19 Jan 2023
The U.S. Dollar edged up on Thursday as U.S. economic growth worries fuelled demand for the greenback.
Data published on Wednesday revealed U.S. retail sales declined in December by the most in a year, and manufacturing output clocked its largest fall in almost two years, driving fears the economy is heading towards a recession.
"Those weak data really reinforced market concerns about an imminent U.S. recession ... (which) really supported the Dollar, and I think that will become a growing narrative in the coming months," said Commonwealth Bank of Australia (CBA) currency strategist Carol Kong.
In addition, the Pound declined 0.15% to $1.2330, moving away from the one-month top of $1.2435 from the previous session. The Euro meanwhile held steady at $1.0795, but as Sterling moved away from the nine-month high of $1.08875 hit on Wednesday, Reuters reports.
The new wave of risk aversion, fuelled by the announcement of job losses at Amazon and Microsoft, also kept the U.S. Dollar in bid.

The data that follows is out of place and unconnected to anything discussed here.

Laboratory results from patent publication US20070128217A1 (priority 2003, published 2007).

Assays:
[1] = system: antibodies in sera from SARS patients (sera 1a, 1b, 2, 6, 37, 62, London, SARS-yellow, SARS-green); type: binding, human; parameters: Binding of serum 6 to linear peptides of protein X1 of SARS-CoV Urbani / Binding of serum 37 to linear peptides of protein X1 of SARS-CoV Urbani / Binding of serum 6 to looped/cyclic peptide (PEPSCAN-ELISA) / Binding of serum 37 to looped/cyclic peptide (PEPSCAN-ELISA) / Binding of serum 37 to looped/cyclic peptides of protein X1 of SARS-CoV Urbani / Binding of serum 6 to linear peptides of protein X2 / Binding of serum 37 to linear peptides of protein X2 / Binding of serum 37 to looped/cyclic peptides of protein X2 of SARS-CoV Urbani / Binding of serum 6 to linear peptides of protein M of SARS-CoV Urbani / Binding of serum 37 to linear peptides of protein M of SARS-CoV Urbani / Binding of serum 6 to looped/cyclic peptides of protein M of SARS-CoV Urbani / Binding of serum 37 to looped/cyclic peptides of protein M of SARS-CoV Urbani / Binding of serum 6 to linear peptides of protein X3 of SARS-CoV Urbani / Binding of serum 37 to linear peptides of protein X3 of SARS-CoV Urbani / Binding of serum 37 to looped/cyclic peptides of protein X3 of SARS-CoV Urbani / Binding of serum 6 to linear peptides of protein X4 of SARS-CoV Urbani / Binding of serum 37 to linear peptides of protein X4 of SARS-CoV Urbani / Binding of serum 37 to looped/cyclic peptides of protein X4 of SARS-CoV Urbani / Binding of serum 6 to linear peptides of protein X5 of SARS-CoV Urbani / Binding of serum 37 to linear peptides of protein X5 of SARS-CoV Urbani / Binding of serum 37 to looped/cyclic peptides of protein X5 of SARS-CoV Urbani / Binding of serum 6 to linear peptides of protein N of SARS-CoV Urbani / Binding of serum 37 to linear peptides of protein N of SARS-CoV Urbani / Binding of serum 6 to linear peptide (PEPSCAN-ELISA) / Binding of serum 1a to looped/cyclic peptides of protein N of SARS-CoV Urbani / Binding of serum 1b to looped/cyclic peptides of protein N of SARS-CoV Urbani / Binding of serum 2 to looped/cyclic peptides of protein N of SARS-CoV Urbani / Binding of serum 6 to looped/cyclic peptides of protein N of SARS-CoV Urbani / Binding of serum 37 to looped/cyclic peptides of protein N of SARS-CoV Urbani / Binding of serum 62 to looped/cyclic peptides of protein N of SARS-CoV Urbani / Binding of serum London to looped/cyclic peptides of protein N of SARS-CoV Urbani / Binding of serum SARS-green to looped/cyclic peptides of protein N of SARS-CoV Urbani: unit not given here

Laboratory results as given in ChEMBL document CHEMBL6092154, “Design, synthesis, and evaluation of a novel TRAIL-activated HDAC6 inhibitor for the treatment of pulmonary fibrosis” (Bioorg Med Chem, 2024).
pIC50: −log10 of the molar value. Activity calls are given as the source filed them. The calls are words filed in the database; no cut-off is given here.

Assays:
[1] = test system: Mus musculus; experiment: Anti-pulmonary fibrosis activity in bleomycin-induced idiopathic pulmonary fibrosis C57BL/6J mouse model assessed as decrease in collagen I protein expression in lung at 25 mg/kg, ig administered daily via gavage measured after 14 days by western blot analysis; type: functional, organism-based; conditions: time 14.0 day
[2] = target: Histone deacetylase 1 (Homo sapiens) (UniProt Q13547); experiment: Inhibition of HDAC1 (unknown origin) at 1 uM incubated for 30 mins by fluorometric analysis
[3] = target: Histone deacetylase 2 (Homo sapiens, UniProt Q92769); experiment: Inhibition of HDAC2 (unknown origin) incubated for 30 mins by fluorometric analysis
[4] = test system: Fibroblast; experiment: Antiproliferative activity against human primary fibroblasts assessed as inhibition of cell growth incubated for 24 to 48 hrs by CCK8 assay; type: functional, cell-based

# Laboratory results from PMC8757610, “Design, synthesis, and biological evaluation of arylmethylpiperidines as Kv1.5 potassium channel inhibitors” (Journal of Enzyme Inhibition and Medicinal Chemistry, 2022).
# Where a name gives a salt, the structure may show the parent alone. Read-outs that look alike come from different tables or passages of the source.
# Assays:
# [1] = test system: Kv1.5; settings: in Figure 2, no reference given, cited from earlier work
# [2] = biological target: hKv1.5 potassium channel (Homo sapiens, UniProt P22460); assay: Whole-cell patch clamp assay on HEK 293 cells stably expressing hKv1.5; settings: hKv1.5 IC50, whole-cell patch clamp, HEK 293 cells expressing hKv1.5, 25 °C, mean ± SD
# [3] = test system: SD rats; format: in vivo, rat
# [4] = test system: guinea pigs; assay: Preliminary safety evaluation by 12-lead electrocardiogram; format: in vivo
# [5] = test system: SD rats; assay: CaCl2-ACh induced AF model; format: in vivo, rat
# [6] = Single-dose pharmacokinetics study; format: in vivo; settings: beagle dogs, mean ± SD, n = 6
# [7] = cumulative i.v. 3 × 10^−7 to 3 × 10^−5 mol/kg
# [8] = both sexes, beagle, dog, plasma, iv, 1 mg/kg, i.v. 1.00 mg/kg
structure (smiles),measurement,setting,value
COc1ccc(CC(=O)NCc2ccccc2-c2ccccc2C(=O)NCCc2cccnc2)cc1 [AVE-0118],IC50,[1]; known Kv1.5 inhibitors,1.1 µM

"The effects of the FOMC tightening will just become more and more visible," Kong added.
Elsewhere, the Australian Dollar fell 0.56% to $0.6902, which is dealing with additional pressure from a fall in employment in the country last month.
The New Zealand Dollar lost 0.47% to trade at $0.6415 on Thursday when Prime Minister Jacinda Ardern announced she was stepping down from the role.
In addition, against the Japanese Yen, the Dollar was down 0.82% at 127.87 Yen at the time of writing as the Bank of Japan decided to maintain ultra-low interest rates.
The move led the Yen to fall around 2% against the Dollar and against others shortly afterwards. However, markets rallied from the initial shock move, the Reuters report adds. The Euro was down 0.78% at 138.03 Yen, whilst the Pound declined 0.81% to 157.67 Yen.
"I think it's really reflecting the fact that market participants are still speculating a shift in the Bank of Japan's policy despite their inaction yesterday," added the CBA currency strategist.
"While there's still high expectations for a policy shift ... I think that will keep the Yen pretty elevated in the near term."